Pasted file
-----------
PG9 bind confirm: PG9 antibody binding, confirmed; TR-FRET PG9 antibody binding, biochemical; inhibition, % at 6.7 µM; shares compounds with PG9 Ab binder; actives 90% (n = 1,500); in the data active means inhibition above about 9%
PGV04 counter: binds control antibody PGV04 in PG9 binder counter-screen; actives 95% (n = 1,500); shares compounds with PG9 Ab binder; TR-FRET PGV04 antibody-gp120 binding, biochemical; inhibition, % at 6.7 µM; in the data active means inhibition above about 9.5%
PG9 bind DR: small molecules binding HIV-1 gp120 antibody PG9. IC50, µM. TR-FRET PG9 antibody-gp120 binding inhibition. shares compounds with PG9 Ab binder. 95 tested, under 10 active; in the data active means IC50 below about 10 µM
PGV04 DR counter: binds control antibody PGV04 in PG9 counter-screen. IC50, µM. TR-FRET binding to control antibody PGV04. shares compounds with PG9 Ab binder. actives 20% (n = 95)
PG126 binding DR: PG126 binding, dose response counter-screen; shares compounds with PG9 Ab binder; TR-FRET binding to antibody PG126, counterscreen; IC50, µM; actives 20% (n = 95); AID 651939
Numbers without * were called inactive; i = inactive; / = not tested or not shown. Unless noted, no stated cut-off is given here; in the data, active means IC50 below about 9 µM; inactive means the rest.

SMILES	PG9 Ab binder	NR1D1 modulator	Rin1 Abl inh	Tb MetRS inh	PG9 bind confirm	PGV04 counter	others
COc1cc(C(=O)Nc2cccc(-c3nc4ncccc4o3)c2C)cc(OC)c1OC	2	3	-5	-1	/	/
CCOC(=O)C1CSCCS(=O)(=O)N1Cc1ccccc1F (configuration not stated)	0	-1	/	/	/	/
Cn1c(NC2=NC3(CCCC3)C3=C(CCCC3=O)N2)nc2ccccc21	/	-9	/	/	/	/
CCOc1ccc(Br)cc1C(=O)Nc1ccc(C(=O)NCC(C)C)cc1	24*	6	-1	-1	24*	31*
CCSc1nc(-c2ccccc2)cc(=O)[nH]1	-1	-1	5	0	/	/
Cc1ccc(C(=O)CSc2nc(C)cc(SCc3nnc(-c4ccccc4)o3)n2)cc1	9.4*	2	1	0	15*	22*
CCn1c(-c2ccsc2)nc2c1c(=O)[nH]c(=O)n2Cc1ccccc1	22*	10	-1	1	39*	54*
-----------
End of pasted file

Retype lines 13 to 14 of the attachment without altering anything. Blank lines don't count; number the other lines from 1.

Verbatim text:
Cc1ccc(C(=O)CSc2nc(C)cc(SCc3nnc(-c4ccccc4)o3)n2)cc1	9.4*	2	1	0	15*	22*
CCn1c(-c2ccsc2)nc2c1c(=O)[nH]c(=O)n2Cc1ccccc1	22*	10	-1	1	39*	54*